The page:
* Though this time, we may get beaten by SOPA, PIPA, and NDAA questions… which wouldn’t bother me a bit.  A free and open internet, threatened by SOPA and PIPA, is crucial to spreading the message of marijuana law reform.  NDAA is an abomination that allows the president to declare citizens “enemy combatants” and lock them up indefinitely without charge, without trial, and without rights.  We’re big fans of the First and Fourth Amendments here and these acts are counter to the spirit and Constitution of America.

    228 Responses to “President Obama’s YouTube Forum deems marijuana legalization questions “inappropriate””

    1. Retired Bob says:

      My post as Anonymous is above. I still can’t quite get over the way the justice department has basically overturned a decade of efforts to make med marijuana legal in the few states that adopted it. They are spouting the same lies that were used in the 50’s. It reminds me of Kent State in 1970, and the occupy movements. Using the vote and our legal rights to organize doesn’t work when it threatens the government’s agenda.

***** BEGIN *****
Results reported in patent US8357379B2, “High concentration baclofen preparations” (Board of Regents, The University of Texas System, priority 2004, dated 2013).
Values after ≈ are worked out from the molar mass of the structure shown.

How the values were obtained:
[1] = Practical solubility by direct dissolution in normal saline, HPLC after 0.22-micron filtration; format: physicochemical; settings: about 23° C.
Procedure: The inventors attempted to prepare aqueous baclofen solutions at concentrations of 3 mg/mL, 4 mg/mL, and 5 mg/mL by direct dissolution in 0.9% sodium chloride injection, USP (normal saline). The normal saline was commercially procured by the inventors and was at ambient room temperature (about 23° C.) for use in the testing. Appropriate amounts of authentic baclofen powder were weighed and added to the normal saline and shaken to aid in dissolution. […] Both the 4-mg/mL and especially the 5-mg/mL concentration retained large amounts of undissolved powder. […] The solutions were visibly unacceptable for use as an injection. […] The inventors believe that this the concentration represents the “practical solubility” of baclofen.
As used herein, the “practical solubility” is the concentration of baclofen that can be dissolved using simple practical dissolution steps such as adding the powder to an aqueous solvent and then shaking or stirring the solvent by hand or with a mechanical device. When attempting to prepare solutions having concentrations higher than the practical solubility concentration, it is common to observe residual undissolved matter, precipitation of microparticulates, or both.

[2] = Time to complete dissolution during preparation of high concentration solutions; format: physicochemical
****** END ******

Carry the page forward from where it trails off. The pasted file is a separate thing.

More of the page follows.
2. Anonymous says:

      Just saw the documentary “Code of The West” about how U.S. Attorneys prosecuted and jailed med marijuana dispensary owners in Montana. They also helped change the med marijuana laws in Montana and other states to be highly restrictive and in many cases to put dispensaries out of business. So now in many states it’s not illegal to use med marijuana, but you can’t grow it or buy it. Nice “Catch 22″. They basically put med marijuana back into the black market, and it’s open season on legal dispensaries. It’s back to the Nixon War on Drugs with a vengeance. State governors and legislators are mostly caving in to those who are using arguments from the 1950’s to repeal med marijuana laws or at least prevent it from being legally sold.